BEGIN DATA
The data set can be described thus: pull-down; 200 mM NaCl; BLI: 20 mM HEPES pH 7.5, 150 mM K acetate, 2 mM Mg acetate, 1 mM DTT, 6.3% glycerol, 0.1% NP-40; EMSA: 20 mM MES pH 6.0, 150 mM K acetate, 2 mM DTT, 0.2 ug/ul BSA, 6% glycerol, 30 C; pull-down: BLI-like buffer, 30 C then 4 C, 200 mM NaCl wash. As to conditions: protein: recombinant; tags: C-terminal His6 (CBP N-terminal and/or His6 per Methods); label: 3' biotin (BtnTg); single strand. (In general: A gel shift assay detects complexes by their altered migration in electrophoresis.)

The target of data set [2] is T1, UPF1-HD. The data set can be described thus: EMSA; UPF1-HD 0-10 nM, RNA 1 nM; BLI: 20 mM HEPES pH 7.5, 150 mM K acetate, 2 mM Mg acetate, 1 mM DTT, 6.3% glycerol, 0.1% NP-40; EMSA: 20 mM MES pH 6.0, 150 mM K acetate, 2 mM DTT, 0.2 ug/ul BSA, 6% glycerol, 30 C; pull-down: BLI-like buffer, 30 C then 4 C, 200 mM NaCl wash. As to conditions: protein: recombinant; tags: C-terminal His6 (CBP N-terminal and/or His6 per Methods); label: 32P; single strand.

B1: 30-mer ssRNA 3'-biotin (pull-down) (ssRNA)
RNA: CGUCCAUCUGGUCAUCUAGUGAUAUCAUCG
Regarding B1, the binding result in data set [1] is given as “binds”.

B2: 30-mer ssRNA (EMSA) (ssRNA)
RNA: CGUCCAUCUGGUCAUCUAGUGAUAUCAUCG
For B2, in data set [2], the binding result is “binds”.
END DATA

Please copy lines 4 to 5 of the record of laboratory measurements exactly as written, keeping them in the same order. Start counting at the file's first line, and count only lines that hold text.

RNA: CGUCCAUCUGGUCAUCUAGUGAUAUCAUCG
Regarding B1, the binding result in data set [1] is given as “binds”.